Web and Native, Sitting in a Tree

Last night I read the delightful “Web Apps vs. Native Apps Is Still a Thing” by my he-doesn’t-know-me internet pal John Gruber. It’s a great piece, in response to this article from Wired.

The most salient point here:

Andreessen does have a solid point in the fact that app stores are in some ways a pain in the ass — particularly Apple’s App Store, with its deliberative and at times opaque approval process. But app stores are mostly only a pain in the ass for developers, not users.

I don’t think this can be overstated. App stores are incredibly convenient as a computer user. Even as a developer, the fact that I don’t have to think about collecting money when I make an app is – for 99% of apps – worth any pain endured in the opaque approval process.

I’ve had the opportunity to develop a large number of apps and websites at my day job. We build custom apps and websites for clients. So we get the “what should we build” question all the time.

Here’s how I break it down for them.

  • Apps are great if you want your customer to take ownership of and be connected with your brand. They are giving you space on their phone. My dead grandfather is always in my heart; your app is always in my pocket. It’s that big a deal.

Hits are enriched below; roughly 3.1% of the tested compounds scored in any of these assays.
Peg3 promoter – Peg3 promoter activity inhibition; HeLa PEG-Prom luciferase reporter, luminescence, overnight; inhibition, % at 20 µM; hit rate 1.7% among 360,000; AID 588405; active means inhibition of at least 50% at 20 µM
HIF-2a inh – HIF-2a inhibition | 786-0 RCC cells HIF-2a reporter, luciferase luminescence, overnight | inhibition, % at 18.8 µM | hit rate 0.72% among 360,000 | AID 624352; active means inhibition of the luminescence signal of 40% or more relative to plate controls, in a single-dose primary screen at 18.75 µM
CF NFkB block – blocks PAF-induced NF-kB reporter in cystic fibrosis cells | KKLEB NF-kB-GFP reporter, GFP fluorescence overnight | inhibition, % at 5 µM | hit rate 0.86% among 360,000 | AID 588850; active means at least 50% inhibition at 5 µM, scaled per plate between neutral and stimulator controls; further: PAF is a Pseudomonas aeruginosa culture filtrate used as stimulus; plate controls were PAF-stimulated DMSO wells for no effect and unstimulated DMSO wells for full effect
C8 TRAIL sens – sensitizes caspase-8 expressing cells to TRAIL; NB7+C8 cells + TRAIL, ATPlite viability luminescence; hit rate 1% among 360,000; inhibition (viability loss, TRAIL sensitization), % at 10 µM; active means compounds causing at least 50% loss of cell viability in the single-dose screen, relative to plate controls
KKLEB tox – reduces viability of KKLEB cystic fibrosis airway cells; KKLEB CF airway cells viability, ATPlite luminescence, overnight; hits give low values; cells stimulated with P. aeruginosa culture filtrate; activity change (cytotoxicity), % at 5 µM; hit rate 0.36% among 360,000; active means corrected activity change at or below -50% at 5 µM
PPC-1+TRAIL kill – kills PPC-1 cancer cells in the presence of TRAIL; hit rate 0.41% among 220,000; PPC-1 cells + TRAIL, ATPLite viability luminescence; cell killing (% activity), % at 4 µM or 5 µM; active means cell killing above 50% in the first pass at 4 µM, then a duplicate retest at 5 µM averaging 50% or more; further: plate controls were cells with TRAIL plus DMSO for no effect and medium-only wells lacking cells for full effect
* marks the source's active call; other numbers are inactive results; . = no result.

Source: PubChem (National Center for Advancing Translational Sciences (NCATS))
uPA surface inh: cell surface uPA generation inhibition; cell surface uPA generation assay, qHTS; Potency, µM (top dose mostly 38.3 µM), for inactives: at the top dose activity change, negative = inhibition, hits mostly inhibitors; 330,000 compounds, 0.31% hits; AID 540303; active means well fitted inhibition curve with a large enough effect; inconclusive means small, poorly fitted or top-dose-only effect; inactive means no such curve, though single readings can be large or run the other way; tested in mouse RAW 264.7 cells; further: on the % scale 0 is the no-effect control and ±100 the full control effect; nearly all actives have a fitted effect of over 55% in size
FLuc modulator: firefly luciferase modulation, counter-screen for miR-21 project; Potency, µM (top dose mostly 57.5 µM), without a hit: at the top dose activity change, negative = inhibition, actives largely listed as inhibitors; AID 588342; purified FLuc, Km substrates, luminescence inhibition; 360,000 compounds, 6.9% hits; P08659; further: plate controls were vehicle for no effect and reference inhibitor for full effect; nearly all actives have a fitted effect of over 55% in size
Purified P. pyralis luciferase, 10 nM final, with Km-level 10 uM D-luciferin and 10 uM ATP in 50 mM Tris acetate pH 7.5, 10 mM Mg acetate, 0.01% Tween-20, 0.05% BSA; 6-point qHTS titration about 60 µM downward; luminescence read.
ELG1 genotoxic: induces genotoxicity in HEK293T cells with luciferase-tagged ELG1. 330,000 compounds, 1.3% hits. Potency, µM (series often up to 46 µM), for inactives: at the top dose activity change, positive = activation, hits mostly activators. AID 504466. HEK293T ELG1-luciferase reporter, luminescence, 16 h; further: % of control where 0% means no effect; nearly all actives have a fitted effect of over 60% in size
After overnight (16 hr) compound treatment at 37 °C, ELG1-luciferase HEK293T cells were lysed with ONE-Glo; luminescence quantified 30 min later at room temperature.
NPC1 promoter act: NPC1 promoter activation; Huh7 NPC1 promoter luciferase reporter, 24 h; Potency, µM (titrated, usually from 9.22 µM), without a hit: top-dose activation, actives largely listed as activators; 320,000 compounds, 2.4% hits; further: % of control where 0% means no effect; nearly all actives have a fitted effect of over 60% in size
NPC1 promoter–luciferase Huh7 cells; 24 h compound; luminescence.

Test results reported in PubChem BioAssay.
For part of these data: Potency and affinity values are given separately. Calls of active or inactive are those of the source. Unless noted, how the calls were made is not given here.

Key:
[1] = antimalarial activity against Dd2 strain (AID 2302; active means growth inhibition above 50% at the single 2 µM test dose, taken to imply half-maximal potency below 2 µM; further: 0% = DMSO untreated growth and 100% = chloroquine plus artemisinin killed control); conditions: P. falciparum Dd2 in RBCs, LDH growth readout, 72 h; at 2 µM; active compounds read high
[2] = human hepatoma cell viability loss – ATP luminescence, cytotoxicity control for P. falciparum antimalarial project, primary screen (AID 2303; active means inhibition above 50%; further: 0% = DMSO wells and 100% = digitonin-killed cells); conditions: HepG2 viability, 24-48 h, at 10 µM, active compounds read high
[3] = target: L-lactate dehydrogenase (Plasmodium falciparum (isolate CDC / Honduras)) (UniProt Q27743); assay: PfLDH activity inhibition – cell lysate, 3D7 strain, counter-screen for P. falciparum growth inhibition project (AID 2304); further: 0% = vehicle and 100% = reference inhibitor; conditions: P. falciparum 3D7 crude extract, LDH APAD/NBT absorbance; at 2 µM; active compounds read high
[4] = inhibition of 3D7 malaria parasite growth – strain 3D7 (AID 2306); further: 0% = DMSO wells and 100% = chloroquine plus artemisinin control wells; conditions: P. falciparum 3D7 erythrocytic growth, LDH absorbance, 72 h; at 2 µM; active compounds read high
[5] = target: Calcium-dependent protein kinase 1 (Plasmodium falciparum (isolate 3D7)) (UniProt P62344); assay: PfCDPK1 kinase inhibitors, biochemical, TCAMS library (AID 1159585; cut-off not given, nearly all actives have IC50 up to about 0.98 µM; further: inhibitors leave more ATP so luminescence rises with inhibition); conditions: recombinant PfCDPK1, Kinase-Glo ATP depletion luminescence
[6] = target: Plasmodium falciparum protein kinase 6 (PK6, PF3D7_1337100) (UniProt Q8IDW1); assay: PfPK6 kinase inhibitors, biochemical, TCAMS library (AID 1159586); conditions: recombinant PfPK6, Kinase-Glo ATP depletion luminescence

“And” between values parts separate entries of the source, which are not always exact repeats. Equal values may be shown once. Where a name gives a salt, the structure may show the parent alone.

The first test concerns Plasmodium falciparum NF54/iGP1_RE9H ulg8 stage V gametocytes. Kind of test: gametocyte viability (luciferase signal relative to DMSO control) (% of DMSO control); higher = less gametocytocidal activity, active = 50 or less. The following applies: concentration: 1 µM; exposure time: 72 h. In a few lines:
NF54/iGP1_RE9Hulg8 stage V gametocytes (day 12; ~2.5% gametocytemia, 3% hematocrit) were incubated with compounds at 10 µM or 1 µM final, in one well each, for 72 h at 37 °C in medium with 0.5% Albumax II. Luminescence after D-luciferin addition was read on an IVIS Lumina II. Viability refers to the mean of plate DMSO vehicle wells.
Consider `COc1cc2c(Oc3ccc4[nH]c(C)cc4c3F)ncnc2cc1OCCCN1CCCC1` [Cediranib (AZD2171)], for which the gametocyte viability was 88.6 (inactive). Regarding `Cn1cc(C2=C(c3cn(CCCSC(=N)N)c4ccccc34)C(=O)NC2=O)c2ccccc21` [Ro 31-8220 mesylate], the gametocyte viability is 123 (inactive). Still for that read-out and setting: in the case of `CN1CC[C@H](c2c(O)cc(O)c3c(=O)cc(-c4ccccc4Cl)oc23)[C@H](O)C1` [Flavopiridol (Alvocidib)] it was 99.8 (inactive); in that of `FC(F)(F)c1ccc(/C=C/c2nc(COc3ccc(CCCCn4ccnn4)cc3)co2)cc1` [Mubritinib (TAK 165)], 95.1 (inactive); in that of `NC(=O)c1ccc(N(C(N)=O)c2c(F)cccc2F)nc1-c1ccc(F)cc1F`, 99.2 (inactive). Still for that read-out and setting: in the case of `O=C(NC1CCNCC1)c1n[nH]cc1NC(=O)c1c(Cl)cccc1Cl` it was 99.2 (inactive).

• Websites are great if you need a communication platform that can reach the largest number of users at any moment. There are hundreds of tools that let you get in somebody’s inbox, their text messages, their feed reader, and draw them back to your website, where you can communicate whatever you want to them.
  • Apps are an investment in your end user – you’re giving them a tool that is literally a piece of your business, whether it’s a service component, a calculator, a visualizer. You’re giving them the tool and trusting them to use it for something great.
  • Websites are an investment in your public relations and marketing departments. You’re giving them a tool to communicate effectively and play offense.

This doesn’t mean you can’t use apps to communicate marketing messages – and it doesn’t mean you can’t put tools on your website. It’s just where the two platforms shine. Ultimately, they are different things, and I don’t see them converging in the same way that Andreessen does.

Yes, the opaque approval process is a pain in the butt – especially when you are guiding a client through the process, and managing their expectations – but if the problem you’re trying to solve is better solved by a native app than a website, then it’s something you live with so that your users love you.

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